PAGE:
Kitchen 208 is the sort of place that should inspire confidence. After all, it’s run by the Charming Inns hospitality group.
The same team also oversees historical venues such as the John Rutledge House, Fulton Lane Inn, Wentworth Mansion and the always excellent Circa 1886 restaurant.
Kitchen 208 impresses aesthetically, too. Exposed brick walls, heart of pine flooring and a well-shaded outdoor area heighten the restaurant’s appeal.
Serving breakfast, brunch and lunch, the restaurant’s menu charms, as well.
The sandwich board receives top billing, stoking appetites with buttermilk fried chicken, house-smoked turkey and brisket, local shrimp, meatloaf, and fresh ground peanut butter and house jam.
To wit, there’s the well-layered Pickleback ($9), made with pork loin, pickled green tomatoes, Bibb lettuce, bourbon fig jam and goat cheese heaped onto sourdough bread.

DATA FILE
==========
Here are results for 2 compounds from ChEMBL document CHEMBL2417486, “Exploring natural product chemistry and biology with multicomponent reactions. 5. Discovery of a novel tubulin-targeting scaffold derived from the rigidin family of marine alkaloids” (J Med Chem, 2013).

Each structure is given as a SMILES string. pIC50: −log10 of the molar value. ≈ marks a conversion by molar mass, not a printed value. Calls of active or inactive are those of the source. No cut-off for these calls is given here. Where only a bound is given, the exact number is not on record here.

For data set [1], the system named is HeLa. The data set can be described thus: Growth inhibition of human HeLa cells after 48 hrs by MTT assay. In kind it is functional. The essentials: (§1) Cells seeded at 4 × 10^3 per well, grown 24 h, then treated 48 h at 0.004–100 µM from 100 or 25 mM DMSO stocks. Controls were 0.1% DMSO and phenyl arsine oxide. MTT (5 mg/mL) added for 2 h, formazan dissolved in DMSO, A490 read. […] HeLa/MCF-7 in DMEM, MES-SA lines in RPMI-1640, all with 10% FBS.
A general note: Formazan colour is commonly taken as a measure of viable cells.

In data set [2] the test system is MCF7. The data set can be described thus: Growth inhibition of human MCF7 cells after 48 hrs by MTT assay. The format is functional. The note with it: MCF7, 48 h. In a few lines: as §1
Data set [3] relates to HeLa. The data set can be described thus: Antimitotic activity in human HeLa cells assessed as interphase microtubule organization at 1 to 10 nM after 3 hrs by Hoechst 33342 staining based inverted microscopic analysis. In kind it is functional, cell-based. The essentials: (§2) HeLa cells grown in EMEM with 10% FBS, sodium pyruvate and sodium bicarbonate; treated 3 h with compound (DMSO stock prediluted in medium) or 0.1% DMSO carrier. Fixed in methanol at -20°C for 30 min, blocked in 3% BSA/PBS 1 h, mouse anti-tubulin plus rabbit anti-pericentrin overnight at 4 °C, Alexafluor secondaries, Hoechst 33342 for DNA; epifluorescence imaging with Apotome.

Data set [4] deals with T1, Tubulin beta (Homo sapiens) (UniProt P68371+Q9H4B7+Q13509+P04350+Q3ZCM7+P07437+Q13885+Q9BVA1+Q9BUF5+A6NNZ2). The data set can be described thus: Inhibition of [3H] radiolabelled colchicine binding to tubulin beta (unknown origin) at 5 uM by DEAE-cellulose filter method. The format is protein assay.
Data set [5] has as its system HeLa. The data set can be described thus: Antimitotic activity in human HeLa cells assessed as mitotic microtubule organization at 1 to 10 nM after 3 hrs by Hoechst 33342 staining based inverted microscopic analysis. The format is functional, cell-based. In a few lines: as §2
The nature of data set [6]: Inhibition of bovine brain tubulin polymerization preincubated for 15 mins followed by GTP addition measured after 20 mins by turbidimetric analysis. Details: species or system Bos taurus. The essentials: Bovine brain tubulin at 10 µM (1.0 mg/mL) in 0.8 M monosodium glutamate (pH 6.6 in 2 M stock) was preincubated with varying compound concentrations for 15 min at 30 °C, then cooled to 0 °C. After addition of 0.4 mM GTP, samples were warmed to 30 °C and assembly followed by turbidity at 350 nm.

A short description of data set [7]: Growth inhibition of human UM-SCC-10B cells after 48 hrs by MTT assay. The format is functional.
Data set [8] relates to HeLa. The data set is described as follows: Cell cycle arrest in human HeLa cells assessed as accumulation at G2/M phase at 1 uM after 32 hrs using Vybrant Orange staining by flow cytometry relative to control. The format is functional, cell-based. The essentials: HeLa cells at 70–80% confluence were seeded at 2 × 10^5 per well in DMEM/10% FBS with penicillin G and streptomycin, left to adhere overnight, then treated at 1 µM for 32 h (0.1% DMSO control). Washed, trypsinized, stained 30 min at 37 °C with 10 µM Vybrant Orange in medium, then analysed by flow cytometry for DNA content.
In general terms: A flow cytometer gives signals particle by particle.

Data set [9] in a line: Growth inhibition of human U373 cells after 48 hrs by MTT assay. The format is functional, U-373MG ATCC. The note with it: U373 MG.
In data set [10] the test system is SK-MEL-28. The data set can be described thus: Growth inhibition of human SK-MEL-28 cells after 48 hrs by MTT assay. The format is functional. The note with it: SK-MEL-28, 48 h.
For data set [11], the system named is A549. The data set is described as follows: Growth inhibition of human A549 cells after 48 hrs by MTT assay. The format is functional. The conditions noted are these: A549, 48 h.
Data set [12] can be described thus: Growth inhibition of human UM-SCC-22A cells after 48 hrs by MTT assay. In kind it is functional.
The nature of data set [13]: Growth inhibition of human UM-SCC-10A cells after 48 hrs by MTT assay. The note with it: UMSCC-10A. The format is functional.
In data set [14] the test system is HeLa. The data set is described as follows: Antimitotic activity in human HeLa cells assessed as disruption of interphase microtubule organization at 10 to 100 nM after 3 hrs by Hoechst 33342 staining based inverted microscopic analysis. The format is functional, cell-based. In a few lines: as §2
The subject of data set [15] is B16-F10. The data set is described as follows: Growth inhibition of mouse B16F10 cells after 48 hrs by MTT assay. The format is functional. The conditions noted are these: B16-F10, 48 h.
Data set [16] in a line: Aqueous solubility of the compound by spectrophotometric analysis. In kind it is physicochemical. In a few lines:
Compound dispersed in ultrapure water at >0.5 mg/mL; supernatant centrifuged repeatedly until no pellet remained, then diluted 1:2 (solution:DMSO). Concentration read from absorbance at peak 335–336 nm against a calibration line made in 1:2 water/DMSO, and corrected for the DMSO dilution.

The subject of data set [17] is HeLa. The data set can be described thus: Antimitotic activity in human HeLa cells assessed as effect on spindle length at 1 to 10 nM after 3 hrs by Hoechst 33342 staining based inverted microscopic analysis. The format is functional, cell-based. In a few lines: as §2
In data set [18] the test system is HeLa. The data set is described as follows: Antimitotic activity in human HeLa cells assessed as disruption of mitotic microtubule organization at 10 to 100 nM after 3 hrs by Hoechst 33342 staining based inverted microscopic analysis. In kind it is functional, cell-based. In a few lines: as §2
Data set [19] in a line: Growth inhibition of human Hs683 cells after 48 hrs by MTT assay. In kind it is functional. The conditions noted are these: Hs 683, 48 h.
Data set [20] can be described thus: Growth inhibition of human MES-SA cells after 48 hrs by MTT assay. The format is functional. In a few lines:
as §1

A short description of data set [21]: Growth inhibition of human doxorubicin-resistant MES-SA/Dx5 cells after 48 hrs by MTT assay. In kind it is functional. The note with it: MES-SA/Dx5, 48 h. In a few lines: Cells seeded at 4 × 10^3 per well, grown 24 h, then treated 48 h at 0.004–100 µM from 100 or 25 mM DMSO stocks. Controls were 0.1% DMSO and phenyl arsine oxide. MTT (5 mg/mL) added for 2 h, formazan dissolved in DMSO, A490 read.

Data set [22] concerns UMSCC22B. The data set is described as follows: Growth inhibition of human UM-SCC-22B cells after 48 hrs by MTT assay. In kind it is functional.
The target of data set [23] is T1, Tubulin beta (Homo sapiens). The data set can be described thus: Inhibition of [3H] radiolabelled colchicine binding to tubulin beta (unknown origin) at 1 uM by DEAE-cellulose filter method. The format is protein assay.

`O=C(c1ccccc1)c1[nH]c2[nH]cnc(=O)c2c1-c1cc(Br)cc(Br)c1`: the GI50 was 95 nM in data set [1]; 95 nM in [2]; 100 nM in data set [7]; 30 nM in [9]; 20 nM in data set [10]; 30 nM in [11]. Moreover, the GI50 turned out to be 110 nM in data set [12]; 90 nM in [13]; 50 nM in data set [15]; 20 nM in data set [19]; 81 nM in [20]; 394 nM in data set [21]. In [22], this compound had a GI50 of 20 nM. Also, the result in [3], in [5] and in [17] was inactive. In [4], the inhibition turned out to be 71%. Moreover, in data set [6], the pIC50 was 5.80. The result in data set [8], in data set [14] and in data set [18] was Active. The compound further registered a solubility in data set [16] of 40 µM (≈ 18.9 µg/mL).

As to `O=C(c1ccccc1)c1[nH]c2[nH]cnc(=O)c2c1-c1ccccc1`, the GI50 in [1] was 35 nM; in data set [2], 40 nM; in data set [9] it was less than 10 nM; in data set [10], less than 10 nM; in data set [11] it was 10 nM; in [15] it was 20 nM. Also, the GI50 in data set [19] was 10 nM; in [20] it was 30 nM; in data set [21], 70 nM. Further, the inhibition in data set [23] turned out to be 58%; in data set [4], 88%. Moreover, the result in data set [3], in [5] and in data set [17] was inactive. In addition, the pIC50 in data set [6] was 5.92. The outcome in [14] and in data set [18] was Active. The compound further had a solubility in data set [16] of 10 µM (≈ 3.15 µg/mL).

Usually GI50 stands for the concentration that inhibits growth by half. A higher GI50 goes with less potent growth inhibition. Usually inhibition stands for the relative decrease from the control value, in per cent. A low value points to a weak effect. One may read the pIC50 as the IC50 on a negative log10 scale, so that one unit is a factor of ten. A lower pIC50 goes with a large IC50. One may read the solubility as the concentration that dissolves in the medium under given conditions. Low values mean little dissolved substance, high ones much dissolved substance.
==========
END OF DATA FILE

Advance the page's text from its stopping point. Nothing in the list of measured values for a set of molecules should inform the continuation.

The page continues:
The Belle-Gem ($9) is no pushover either, containing fried chicken, lettuce, tomato, whole grain mustard aioli and Swiss cheese, the whole thing held together by a bacon-flavored waffle.
Then there’s the Smokey Joe ($9), a brisket offering with caramelized onions, aged cheddar cheese and pickles on Texas toast.
All of it sounds pretty incredible, right? Only, the sandwiches don’t come together as imagined.
The brisket is mild, the fried chicken is on the blandish side, but more likely, the sandwiches tend to suffer from ingredient overkill.
It’s difficult to taste or glean the flavors from the individual pieces.
Breakfast promises tasty egg dishes, biscuits and more, while Sunday brunch offers the best of the breakfast and lunch menus.
And criticism aside, the restaurant is worth revisiting. Given Kitchen 208’s lineage and the obvious care invested in the restaurant, it’s easy to picture these early wrinkles as distant memories.